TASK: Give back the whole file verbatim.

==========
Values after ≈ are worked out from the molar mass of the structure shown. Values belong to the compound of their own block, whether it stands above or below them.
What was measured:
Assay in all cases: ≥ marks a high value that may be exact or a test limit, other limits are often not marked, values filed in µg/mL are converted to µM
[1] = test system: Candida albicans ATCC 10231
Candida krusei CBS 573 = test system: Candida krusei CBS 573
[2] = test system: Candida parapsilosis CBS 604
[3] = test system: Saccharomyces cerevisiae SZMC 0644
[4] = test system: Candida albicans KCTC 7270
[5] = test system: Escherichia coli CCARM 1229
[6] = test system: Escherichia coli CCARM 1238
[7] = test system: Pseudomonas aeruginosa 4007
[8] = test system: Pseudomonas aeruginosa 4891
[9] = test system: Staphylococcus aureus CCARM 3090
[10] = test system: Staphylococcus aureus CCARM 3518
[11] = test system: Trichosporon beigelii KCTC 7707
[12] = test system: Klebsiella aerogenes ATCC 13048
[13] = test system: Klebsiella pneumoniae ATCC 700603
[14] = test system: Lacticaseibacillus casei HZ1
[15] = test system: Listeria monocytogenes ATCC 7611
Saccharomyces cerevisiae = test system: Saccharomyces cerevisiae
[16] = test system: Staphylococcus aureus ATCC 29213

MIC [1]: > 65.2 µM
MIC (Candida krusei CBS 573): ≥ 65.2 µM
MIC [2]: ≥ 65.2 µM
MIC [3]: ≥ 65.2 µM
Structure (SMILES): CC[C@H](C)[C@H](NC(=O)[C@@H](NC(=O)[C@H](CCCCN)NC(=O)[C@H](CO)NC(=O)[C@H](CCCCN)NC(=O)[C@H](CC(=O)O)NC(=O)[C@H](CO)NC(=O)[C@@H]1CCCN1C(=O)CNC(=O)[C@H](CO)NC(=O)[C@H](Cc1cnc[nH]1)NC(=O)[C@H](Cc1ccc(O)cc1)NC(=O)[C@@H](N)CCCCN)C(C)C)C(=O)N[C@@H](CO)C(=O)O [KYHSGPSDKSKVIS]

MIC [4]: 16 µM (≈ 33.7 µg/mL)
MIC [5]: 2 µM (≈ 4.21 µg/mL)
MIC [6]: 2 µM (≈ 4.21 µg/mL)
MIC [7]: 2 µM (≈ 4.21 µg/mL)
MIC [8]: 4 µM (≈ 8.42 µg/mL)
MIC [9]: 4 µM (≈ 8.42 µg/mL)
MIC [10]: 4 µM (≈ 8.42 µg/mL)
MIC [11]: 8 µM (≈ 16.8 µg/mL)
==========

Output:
Values after ≈ are worked out from the molar mass of the structure shown. Values belong to the compound of their own block, whether it stands above or below them.
What was measured:
Assay in all cases: ≥ marks a high value that may be exact or a test limit, other limits are often not marked, values filed in µg/mL are converted to µM
[1] = test system: Candida albicans ATCC 10231
Candida krusei CBS 573 = test system: Candida krusei CBS 573
[2] = test system: Candida parapsilosis CBS 604
[3] = test system: Saccharomyces cerevisiae SZMC 0644
[4] = test system: Candida albicans KCTC 7270
[5] = test system: Escherichia coli CCARM 1229
[6] = test system: Escherichia coli CCARM 1238
[7] = test system: Pseudomonas aeruginosa 4007
[8] = test system: Pseudomonas aeruginosa 4891
[9] = test system: Staphylococcus aureus CCARM 3090
[10] = test system: Staphylococcus aureus CCARM 3518
[11] = test system: Trichosporon beigelii KCTC 7707
[12] = test system: Klebsiella aerogenes ATCC 13048
[13] = test system: Klebsiella pneumoniae ATCC 700603
[14] = test system: Lacticaseibacillus casei HZ1
[15] = test system: Listeria monocytogenes ATCC 7611
Saccharomyces cerevisiae = test system: Saccharomyces cerevisiae
[16] = test system: Staphylococcus aureus ATCC 29213

MIC [1]: > 65.2 µM
MIC (Candida krusei CBS 573): ≥ 65.2 µM
MIC [2]: ≥ 65.2 µM
MIC [3]: ≥ 65.2 µM
Structure (SMILES): CC[C@H](C)[C@H](NC(=O)[C@@H](NC(=O)[C@H](CCCCN)NC(=O)[C@H](CO)NC(=O)[C@H](CCCCN)NC(=O)[C@H](CC(=O)O)NC(=O)[C@H](CO)NC(=O)[C@@H]1CCCN1C(=O)CNC(=O)[C@H](CO)NC(=O)[C@H](Cc1cnc[nH]1)NC(=O)[C@H](Cc1ccc(O)cc1)NC(=O)[C@@H](N)CCCCN)C(C)C)C(=O)N[C@@H](CO)C(=O)O [KYHSGPSDKSKVIS]

MIC [4]: 16 µM (≈ 33.7 µg/mL)
MIC [5]: 2 µM (≈ 4.21 µg/mL)
MIC [6]: 2 µM (≈ 4.21 µg/mL)
MIC [7]: 2 µM (≈ 4.21 µg/mL)
MIC [8]: 4 µM (≈ 8.42 µg/mL)
MIC [9]: 4 µM (≈ 8.42 µg/mL)
MIC [10]: 4 µM (≈ 8.42 µg/mL)
MIC [11]: 8 µM (≈ 16.8 µg/mL)